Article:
Tuesday, September 19, 2017

Life as Liturgy

Last week was anything but routine in my community. Hurricane Irma, which was Tropical Storm Irma by the time it arrived here, blew through on Monday and disrupted pretty much everything for the rest of the week. Lack of electricity, storm damage to homes, businesses shuttered because of no power, schools out for the entire week—and the story was not unique to our city. Our church housed 100 law enforcement personnel who were sent to assist, so going to work (thankfully the church never lost power) was a reminder that the order of the week was not business as usual.

Almost all our weekday events were cancelled because facilities were used to house and feed our guests. The one thing that stayed on the calendar was our weekly Taize service. I was grateful for that anchor because the activities of the week that help orient me to God through prayer and fellowship with my faith family were on an Irma hiatus.

It reminded me how much I crave order and consistency, and how much life anchored by these occasions of prayer and fellowship is an act of liturgy for me. The various gatherings for prayer, study and meals connect me to God and to my faith community.

Liturgy means “the work of the people” and that work occurred by means other than our usual activities. Our church did much of its “liturgy” last week in the kitchen, preparing three meals a day for the men and women who were making us their home base for most of the week. It was inspiring to see the hospitality offered and the dedication and abundance of volunteers.

I was also reminded that God breaks into routine and offers us the opportunity to wake up from the lethargy that can happen when our lives get so systematic that we go through them on autopilot. In the midst of the dis-order of the week, I had a couple of occasions of God showing up in unlikely ways and places. That I could recognize these for what they were I attribute to the regular rhythm of prayer that forms my own personal liturgical practice.

There are those who discount liturgy, seeing it as old and stiff, but I think a liturgical life gives us a framework that grounds us so that we recognize the Spirit where we might not otherwise. Just as a building needs good framing, a life of faith needs practices that provide order and rhythm, but with space for the Spirit to move through and awareness to recognize the Spirit’s movements. 

What are the practices, the routines that provide the framework for your life, that form your own liturgy?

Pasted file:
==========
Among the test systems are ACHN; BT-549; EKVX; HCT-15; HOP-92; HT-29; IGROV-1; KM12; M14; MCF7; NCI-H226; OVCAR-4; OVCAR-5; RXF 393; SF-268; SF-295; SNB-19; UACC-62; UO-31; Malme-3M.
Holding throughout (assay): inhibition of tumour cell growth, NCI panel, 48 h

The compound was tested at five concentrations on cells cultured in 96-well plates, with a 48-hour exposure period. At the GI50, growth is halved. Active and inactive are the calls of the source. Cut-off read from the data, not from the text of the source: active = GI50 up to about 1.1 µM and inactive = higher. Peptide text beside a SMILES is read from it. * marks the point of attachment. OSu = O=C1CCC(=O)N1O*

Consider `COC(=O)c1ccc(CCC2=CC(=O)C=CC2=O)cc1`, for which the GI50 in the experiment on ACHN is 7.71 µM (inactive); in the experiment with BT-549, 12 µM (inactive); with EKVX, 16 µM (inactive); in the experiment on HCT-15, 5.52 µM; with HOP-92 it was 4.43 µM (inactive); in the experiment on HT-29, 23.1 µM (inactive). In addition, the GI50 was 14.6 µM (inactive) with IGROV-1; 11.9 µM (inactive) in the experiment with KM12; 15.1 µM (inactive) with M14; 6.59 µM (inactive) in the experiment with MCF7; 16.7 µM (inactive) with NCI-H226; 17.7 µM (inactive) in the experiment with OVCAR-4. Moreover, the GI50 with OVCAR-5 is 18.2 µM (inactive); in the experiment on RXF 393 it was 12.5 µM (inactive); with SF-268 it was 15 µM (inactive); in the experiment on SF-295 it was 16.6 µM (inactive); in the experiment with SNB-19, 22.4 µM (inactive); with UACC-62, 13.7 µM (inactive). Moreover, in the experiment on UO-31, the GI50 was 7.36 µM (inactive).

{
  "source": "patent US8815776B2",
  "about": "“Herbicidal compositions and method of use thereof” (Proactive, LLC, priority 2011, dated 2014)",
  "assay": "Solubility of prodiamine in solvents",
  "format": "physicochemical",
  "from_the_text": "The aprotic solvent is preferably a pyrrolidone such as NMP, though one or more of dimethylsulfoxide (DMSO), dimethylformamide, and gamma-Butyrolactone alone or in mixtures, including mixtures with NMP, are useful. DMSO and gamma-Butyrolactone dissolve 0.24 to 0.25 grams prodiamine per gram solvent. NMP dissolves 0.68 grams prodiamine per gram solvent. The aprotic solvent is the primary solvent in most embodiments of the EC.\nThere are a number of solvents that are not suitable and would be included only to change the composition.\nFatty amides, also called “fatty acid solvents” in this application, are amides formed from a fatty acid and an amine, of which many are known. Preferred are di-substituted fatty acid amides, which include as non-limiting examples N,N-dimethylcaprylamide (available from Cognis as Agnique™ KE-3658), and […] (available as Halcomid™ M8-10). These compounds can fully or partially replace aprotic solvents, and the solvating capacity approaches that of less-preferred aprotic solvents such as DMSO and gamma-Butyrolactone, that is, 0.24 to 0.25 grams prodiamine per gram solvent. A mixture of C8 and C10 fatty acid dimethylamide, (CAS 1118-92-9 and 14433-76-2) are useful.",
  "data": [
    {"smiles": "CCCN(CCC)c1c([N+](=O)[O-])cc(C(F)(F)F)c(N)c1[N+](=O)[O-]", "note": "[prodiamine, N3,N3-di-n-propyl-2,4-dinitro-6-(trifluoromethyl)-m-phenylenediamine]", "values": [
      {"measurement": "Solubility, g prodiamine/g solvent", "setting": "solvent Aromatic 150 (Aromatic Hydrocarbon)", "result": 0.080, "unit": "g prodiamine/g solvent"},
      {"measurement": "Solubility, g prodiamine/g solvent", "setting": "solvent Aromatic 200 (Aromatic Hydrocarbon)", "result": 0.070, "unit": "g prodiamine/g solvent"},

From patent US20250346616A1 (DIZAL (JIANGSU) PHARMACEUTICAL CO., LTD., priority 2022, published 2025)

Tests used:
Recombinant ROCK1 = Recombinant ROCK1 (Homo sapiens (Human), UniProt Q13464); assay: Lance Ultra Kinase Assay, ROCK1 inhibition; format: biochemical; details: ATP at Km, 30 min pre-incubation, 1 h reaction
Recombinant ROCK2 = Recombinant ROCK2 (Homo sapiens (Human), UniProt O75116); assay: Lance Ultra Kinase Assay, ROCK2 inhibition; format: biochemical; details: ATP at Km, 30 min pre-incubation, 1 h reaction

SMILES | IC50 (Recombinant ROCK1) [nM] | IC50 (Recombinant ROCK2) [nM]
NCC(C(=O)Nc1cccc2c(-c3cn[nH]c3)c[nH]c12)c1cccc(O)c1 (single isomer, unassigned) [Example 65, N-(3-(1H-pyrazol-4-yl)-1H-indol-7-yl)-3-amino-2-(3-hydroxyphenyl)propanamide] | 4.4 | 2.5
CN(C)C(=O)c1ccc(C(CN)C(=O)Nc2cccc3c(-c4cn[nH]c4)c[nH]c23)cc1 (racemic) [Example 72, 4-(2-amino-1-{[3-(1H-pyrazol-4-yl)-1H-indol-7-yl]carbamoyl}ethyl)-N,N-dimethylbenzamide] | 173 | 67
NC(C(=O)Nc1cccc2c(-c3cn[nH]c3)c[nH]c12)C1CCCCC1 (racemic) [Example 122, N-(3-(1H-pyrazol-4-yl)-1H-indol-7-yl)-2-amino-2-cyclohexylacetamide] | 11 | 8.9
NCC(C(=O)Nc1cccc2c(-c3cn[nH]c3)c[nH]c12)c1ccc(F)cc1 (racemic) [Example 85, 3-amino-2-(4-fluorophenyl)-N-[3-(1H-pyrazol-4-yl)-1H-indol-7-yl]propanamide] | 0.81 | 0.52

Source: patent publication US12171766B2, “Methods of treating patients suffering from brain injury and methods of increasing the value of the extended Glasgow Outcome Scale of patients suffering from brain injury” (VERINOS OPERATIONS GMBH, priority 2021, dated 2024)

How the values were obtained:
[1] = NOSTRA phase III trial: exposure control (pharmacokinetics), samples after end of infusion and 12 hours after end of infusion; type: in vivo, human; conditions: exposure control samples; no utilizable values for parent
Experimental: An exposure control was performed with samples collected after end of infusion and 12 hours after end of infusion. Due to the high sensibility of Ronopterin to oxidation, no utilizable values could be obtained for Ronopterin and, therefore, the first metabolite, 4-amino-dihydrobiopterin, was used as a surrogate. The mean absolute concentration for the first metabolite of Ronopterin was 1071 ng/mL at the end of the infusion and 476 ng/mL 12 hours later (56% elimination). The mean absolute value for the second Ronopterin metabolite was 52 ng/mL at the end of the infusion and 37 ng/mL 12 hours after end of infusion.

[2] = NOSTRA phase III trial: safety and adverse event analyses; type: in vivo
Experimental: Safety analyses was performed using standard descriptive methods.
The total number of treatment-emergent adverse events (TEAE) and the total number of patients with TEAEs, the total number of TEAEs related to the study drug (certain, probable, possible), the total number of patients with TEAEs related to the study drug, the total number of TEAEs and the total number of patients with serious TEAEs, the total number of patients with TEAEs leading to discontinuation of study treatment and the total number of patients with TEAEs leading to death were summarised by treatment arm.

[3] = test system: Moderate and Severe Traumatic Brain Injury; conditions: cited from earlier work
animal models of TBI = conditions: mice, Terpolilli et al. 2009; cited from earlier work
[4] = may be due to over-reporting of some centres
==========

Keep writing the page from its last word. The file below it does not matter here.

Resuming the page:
Wednesday, September 6, 2017

Where Are Your Roots?

One of my favorite Bible stories is that of Queen Esther. Recently, the Old Testament text for Common Prayer zeroed in on Haman, the “villain” of the story, who wants to have all the Jews killed because one Jew, Mordecai, would not bow down to him.

Esther 5:9-13 gives this account of Haman as he leaves the first of two banquets Esther has held solely for Haman and the king: Haman went out that day happy and in good spirits. But when Haman saw Mordecai in the king’s gate, and observed that he neither rose nor trembled before him, he was infuriated with Mordecai; nevertheless Haman restrained himself and went home. Then he sent and called for his friends and his wife Zeresh, and Haman recounted to them he splendor of his riches, the number of his sons, all the promotions with which the king had honored him, and how he had advanced him above the officials and the ministers of the king. Haman added, “Even Queen Esther let no one but myself come with the king to the banquet that she prepared. Tomorrow also I am invited by her, together with the king. Yet all this does me no good so long as I see the Jew Mordecai sitting at the king’s gate.”

Haman’s happiness is completely dependent on what others think of him. He’s on top of the world when invited to Esther’s banquet, but then he sees Mordecai and is immediately angry because he doesn’t receive respect from him. This snippet of scripture emphasizes Haman’s roller-coaster mood swings. His pride, which leads him to want to exterminate all the Jews in Persia, becomes his downfall, which you learn when you read the rest of the story.

Haman’s pride is a caution to me to reflect on how I measure my worth. Does my sense of worth come from what others think of me? If so, I am forever insecure, because, like Haman, some will praise me and others will criticize me. People will not understand my motives for acting as I do, and no amount of explanation will change the minds of some.

If, however, I am rooted in Christ, then whether I am praised or criticized, I stand, because I know my worth is found in God. Like a tree that receives both sunshine and storms, I will continue to grow, because I am planted in the good soil of Christ’s love and grace.

Pride and its accompanying insecurity are rooted in fear and fear keeps us from knowing God’s peace and joy. If you look around at the world in which we live, you will see that fear is at the root of evil acts. So this is not a trivial matter. If we are rooted in fear, we will act in ways contrary to the teachings of Jesus. What may begin as a fearful thought eventually grows into an action that cannot be reeled back in.

Letting go of fear is a lifelong process. Growing closer to God can only happen as we let go of fear and entrust ourselves to God’s welcoming love. For God loves us as we are, and when we know this, we can know peace, not fear.